religious practices or ceremonies through role-playing or
any other method should not take place in a public school
classroom. Such activities, no matter how carefully planned
or well-intentioned, risk undermining the integrity of the
faith involved. Moreover, role-playing religious practices
may also violate the conscience of students who are asked
lower courts may allow yoga to be taught in a public school
if it is done in a way that is entirely divorced from any
religious content or message (i.e., purely a physical exercise).
I would still suggest that this not be done. In my view,
yoga cannot be divorced (nor should it be) from its religious
roots. And for many parents, yoga remains a religious practice
no matter how "secularized." The courts have been clearer
about prayer and meditation: Public schools may not promote
or lead students in these activities.
more information about the constitutional and educational
guidelines for dealing with religion in the classroom, consult
our web site. www.freedomforum.org
if they are approached properly and the students are not
pressured to accept or participate in any religious ritual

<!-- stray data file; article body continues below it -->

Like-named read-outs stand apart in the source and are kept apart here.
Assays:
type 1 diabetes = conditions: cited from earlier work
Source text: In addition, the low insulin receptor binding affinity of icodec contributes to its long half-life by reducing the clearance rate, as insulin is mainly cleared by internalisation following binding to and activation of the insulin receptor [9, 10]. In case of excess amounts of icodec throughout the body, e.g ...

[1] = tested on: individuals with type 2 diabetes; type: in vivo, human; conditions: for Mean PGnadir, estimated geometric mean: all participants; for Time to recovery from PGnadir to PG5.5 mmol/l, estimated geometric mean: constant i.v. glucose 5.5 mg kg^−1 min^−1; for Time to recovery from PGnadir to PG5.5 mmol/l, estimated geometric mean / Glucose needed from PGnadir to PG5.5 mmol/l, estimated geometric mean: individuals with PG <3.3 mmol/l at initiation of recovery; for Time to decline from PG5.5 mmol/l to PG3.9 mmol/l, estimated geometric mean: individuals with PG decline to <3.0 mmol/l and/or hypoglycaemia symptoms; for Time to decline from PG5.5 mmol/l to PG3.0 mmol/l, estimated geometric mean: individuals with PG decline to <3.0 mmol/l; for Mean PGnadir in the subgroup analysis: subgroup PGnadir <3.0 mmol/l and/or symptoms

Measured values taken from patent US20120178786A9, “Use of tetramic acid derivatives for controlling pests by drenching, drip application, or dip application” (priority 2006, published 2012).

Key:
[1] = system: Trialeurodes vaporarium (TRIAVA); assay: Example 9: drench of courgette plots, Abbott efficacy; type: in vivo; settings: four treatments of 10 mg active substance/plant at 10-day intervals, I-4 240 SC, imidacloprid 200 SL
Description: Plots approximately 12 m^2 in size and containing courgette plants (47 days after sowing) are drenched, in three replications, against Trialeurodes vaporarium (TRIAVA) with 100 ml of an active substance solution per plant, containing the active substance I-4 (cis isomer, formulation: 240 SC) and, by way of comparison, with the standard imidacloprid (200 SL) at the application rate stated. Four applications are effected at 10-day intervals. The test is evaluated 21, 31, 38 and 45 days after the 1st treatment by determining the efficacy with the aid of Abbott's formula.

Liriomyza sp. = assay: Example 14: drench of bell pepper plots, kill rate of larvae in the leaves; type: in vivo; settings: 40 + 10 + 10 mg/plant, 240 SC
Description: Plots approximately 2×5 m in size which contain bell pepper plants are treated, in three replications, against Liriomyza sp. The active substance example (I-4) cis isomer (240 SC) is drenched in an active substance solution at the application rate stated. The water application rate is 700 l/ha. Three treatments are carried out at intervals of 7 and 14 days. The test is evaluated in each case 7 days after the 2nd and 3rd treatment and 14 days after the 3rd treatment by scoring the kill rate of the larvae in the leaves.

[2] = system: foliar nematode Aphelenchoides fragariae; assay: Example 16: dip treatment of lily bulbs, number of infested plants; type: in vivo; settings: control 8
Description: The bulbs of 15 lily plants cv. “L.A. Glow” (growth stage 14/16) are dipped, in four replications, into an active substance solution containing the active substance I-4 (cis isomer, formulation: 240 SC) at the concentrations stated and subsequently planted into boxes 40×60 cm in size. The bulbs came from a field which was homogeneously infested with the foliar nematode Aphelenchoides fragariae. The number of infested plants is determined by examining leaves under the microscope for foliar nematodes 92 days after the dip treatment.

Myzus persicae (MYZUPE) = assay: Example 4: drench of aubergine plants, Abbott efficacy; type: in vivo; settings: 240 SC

or doctrine. All activities in my comparative religions
class are optional. The course is an elective. I don't think
it would have survived over three decades in a multi-cultural
public high school unless it presented all religions fairly
and with deep respect.
only disappointment I had in watching the NewsHour video
segment on my class related to the meditation with the Buddhist
monk. Charles Haynes of the Freedom Forum said this was
an "inappropriate" classroom activity. I have great respect
for Professor Haynes' sense of fairness and feel that he
might have reached a different conclusion if he had observed
the entire lesson in its context.
monk, Reverend Kusala, was showing my students the same
method he teaches juveniles in prison to reduce stress and
sleep at night. In about three minutes, he rings his bell
and tells them: "Say to yourself... As I breathe in I relax.
As I breathe out I smile." Would you call this activity
sacred or secular? To equate this with something like the
mass or communion is absurd to me. There is no worshiping
of the Buddha or anything like that going on my classroom.